Thanks for all the comments on my last post. This week I am armed with a better to do list and a better attitude so I'm hoping things improve.
Without further ado, here are my notes from the YA Panel with Kristen Chandler, Lisa Mangum, and Robison Wells. It's funny how a lot of the advice is repeated across the different genres and authors. I really liked Lisa Mangum a lot. I think I related to her because she wanted to be a writer, but became an editor before starting her writing career.
Lisa really likes to outline her story first if she has the time. Then she feels like she can write about whatever she wants each day because she has a general plan. Robison explained that there is an entire spectrum of writing processes from complete free write to a very detailed outline. He said that different processes will work better for different books, but that it's more difficult to free write for sequels because you are working within an existing context. Kristen noted that you don't need to write from start to finish. You can take detours as long as you know your final destination.
Developing main characters
Kristen likes to think about the background of the characters and then visualize them to the point where she knows them personally. She then tries to emphasize the parts that she feels a personal and emotional attachment to. Lisa gives every character a flaw, a wish, a dream, and a fear. She said that this helps to create rounded characters. Robison begins by looking for conflicts to create a main character.
Catering to the genre
Kristen admitted that sometimes it is tempting to write something you know will be liked but that it's a wicked thing to do because it will be easy for your readers to see through your writing. Lisa said it's ok to use formulas for writing as a launch pad, but you need to add a part of you to make it unique.
Robison is a big fan of writing groups as long as they are done well. He said it's important to find people who respect what you are doing and have something to contribute to your writing. He said that if you don't have a writing group, then find someone who is in your target audience who isn't a writer and ask them questions about your writing (for example, how did you feel about the main character?). Lisa said that your writing group should be a safe place to fail and a happy place to succeed. She also said that it's important to recognize when your goals have changed and you have outgrown your writing group.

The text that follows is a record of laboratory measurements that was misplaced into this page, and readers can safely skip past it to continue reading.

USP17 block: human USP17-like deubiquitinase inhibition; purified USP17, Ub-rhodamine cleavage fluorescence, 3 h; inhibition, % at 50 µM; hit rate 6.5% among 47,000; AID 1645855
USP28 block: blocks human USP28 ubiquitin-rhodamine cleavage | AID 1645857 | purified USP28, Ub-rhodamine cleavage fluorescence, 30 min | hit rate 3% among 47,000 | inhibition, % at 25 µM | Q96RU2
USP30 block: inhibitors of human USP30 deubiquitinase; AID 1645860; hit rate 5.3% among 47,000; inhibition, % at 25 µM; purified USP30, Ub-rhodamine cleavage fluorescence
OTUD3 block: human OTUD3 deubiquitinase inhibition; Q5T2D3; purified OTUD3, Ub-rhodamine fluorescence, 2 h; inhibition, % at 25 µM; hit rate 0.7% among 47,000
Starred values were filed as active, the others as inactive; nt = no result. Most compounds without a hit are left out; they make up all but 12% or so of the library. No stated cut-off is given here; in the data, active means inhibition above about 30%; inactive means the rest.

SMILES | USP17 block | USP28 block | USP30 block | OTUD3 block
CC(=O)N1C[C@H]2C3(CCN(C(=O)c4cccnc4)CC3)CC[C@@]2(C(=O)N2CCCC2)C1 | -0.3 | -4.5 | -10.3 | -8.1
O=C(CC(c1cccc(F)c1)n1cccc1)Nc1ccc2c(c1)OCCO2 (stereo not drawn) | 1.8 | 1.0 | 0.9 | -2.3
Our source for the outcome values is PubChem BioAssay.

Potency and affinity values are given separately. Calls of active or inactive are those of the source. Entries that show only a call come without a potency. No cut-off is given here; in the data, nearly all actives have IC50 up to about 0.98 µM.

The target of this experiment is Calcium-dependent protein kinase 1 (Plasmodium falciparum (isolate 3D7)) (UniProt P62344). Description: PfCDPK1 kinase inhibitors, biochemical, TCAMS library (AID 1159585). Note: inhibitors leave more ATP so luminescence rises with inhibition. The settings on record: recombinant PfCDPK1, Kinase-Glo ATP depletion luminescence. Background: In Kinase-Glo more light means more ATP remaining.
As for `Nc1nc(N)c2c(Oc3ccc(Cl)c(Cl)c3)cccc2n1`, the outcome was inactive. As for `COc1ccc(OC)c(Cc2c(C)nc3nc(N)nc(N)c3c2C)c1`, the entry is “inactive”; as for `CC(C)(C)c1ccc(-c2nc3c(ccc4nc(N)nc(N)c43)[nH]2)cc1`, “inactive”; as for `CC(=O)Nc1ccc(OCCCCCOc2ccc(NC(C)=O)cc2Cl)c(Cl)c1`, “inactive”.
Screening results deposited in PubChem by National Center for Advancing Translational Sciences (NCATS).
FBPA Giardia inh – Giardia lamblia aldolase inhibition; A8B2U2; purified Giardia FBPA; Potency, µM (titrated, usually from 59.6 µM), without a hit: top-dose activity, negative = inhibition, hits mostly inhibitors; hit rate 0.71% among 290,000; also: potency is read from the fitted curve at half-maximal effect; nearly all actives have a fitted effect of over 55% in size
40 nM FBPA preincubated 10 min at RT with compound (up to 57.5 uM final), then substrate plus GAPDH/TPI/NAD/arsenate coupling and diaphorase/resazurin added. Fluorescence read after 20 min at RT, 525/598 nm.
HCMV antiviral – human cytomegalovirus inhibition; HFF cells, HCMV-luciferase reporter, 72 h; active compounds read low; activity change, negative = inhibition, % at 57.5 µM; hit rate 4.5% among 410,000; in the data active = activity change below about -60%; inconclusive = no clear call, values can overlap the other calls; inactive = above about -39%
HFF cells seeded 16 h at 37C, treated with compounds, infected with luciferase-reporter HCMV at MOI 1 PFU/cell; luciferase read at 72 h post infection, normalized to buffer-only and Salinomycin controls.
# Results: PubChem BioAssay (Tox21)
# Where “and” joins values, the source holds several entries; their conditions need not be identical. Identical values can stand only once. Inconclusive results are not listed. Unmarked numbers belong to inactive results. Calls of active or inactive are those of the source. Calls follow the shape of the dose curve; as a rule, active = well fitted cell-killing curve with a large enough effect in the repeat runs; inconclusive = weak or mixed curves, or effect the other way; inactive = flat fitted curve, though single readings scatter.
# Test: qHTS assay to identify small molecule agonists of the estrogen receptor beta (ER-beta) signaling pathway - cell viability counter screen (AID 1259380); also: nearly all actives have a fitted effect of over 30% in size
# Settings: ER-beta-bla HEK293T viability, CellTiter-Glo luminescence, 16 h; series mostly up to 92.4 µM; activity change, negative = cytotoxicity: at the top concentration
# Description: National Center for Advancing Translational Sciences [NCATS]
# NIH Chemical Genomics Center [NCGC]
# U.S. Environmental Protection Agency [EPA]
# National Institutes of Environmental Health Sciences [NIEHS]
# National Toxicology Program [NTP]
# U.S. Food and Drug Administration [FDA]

Kristen said that it's important to look for and acknowledge ideas. Once you start looking, you won't be able to stop them. Lisa said to write down ideas even if you don't think you'll use them. You may have another idea later that could potentially build on the original thought.
They talked about going to conventions to make contacts and get critiques. Kristen said that if you are going to take writing seriously, it is important to learn your industry. Conventions are one of the best ways to do that. Robison said that they are valuable for both learning and networking.
I thought it was interesting that Robison Wells was the first panelist so far to say that he didn't always want to be a writer. He actually hated reading growing up. (Blasphemy!) Then, in college, he read Huckleberry Finn and it made him recognize the value in reading. After Finn, he made a list of all the books he had been assigned to read growing up that he had never read and, eventually, he became a writer. On a sidenote, I wonder how many writers/readers have Mark Twain to thank for their love of books.
And that's the YA panel in a nutshell. I have just recently become a YA fan . . . I had so many friends who love YA that I decided to give it a go. I haven't read too many yet, but I loved Heist Society and, of course, Hunger Games. Seriously counting down the hours to that premiere this weekend.